his guest roaring for fresh punch at five o'clock in the morning.” Through such a life some, like Samuel Johnson, struggled up to competence and fame; but by far the greater number perished prematurely, worn out with the toils and fiery fevers of the rugged and perilous way; and there was not a man of those who passed safely through the furnace, but bore the deep scars of the burning with him to the grave. Men who lived thus on the verge of starvation, would not, as we may well suppose, be very nice in their taste, or very choice in the expressions which they hurled at a political or literary foe. They needed to be kept in order; and many brethren of the literary craft were, therefore, no strangers in the eighteenth century to the pillory and the scourge. When an author had finished a play, his first care was to carry the precious manuscript to the most likely manager he knew; and to this great man he confided it with many low bows and cringing civilities. Weeks—perhaps months—passed by; and the theatrical season drew near its close. Still no missive from the theatre. With fear and trembling the threadbare, haggard author presents himself at the stage door, and is ushered, after some delay, into the presence of the autocrat. He humbly ventures to remind His Dramatic Highness of the play left there many months ago; and is rewarded for the sickening suspense he has endured, and the abject humility he has had to assume in making his approaches to the presence, by the cool assurance that such a thing has been utterly forgotten until that moment. And sure enough, after tumbling over heaps of similar papers, the dusty manuscript is found lying as it was left, tied up with the very red string which the wretched dramatist had begged from his landlady to encircle the all-important roll. He is a lucky man if this second reminder induces the manager to read and accept the play; the chances are that it is returned unread, with the consolatory remark that dozens of authors have been so treated during the season. If he has heart and pluck enough to persist, the only hope of really getting his work put on the stage, is to curry favour with some nobleman's



valet, who may induce his Lordship to read the play and recommendit to a manager. One poor fellow, who had danced attendance thus upon a leading London manager for many months, at last grew sick of the constant drain upon his temper and his patience, and demanded his play again. It could not be found. Fruitless search was made,-it was gone. And when the broken-spirited literary hack ventured to complain of such treatment, the irritated manager, thrusting his hands into a drawer, drew out a bundle of manuscript plays with, “Choose any three of these for your miserable scribble, and let me hear no more of it or you.” Equally trying to the spirit, and yet more galling in the abject humility it demanded, was the hanging on at a great man's door, or the waiting in a great man's hall to pluck my Lord by the sleeve as he passed to his carriage, and beg a subscription for a forthcoming volume of poetry or prose. Success in such an undertaking depended much upon the number of half-crowns the poor author could afford to invest in buying the good-will of the porter or confidential footman of His Grace or Sir John. Not even the highest literary man was free from this humiliation of cringing before the great. No book appeared without a fulsome dedication or flattering apostrophe addressed to some person of quality, as the phrase then went, whose footman came smirking to the author's dingy room a few days after publication with a present of five, or ten, or twenty guineas—the sum varying according to the amount of flattery laid on the belauded name, or perhaps oftener according to the run of luck which the gratified fashionable had happened to meet at the card-table of the night before. In such miserable ways alone could the author of the eighteenth century eke out the poor pittance which the booksellers of the time—Tonson, Lintot, or Curll—could or did afford to pay for original works. But we must not suppose, as we might be led to suppose if we judged alone from the works of disappointed authors, that every London bookseller of the day was a kind of trading Ogre, who fattened on the blood and brains of the writers he employed. The sale of books in general was small and slow. The circle of book-readers was narrow; but still narrower was the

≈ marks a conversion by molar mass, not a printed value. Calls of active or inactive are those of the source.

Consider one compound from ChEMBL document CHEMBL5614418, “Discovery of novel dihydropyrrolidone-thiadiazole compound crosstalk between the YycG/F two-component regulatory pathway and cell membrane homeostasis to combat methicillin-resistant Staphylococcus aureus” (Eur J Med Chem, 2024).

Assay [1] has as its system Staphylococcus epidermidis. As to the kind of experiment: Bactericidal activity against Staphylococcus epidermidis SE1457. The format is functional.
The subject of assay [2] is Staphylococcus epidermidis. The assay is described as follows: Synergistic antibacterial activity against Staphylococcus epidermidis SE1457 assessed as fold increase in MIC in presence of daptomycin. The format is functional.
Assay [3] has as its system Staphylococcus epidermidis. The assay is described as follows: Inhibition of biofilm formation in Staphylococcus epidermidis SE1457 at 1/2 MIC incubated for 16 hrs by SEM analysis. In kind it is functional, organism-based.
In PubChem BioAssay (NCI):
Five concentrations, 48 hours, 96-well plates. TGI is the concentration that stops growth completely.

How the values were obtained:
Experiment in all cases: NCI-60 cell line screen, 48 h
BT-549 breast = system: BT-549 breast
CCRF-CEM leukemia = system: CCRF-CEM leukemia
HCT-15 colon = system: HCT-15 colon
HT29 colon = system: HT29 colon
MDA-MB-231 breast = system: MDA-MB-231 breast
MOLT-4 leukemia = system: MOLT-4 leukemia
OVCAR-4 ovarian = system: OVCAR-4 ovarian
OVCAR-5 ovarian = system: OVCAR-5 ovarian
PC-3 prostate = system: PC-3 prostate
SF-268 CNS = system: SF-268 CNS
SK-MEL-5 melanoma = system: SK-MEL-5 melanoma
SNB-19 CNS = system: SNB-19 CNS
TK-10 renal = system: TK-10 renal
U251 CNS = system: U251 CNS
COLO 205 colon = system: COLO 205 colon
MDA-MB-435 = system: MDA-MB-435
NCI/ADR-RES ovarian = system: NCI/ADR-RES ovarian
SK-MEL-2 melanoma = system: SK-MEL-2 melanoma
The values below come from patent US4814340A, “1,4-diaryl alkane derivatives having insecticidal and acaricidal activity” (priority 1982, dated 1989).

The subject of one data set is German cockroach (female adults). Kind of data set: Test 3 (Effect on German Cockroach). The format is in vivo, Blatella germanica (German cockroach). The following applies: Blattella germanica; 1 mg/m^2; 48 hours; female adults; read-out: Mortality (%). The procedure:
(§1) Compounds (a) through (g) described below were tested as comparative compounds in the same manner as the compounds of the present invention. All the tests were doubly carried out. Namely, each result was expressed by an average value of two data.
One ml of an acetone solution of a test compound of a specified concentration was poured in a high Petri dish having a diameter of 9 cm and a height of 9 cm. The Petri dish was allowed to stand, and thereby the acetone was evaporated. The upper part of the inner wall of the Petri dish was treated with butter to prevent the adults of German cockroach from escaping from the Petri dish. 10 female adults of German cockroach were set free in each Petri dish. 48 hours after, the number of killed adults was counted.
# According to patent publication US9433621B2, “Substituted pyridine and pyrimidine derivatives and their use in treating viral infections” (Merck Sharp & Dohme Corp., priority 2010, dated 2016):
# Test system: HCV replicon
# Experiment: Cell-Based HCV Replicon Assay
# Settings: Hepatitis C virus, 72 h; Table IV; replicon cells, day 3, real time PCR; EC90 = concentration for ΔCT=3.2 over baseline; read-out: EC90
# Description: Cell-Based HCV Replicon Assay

circle of book-buyers. Indeed many men never bought books at all; but when any work came out of which they wished to get a sight, they went to the bookseller's shop day after day, and for a small subscription obtained leave to read at the counter. Marking their page where they left off in the afternoon, they came back again and again, until the volume was finished. This practice, which crowded the shops and stalls of the booksellers a hundred years ago with a floating population of readers, laid the foundation of those useful circulating libraries and reading-clubs which so abound in modern days.